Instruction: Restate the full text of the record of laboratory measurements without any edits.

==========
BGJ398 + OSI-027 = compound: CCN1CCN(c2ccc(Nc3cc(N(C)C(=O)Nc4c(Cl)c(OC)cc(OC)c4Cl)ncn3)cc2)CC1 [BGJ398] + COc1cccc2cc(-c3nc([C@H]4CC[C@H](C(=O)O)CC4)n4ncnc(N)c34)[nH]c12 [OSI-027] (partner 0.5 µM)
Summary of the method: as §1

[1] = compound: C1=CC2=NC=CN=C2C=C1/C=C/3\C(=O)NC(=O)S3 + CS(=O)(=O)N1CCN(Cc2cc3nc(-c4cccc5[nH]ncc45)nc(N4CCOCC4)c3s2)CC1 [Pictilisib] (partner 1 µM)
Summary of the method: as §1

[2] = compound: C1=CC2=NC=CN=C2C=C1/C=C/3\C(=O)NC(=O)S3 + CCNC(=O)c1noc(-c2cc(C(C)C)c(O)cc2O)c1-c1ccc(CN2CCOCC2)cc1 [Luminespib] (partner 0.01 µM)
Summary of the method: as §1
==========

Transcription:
BGJ398 + OSI-027 = compound: CCN1CCN(c2ccc(Nc3cc(N(C)C(=O)Nc4c(Cl)c(OC)cc(OC)c4Cl)ncn3)cc2)CC1 [BGJ398] + COc1cccc2cc(-c3nc([C@H]4CC[C@H](C(=O)O)CC4)n4ncnc(N)c34)[nH]c12 [OSI-027] (partner 0.5 µM)
Summary of the method: as §1

[1] = compound: C1=CC2=NC=CN=C2C=C1/C=C/3\C(=O)NC(=O)S3 + CS(=O)(=O)N1CCN(Cc2cc3nc(-c4cccc5[nH]ncc45)nc(N4CCOCC4)c3s2)CC1 [Pictilisib] (partner 1 µM)
Summary of the method: as §1

[2] = compound: C1=CC2=NC=CN=C2C=C1/C=C/3\C(=O)NC(=O)S3 + CCNC(=O)c1noc(-c2cc(C(C)C)c(O)cc2O)c1-c1ccc(CN2CCOCC2)cc1 [Luminespib] (partner 0.01 µM)
Summary of the method: as §1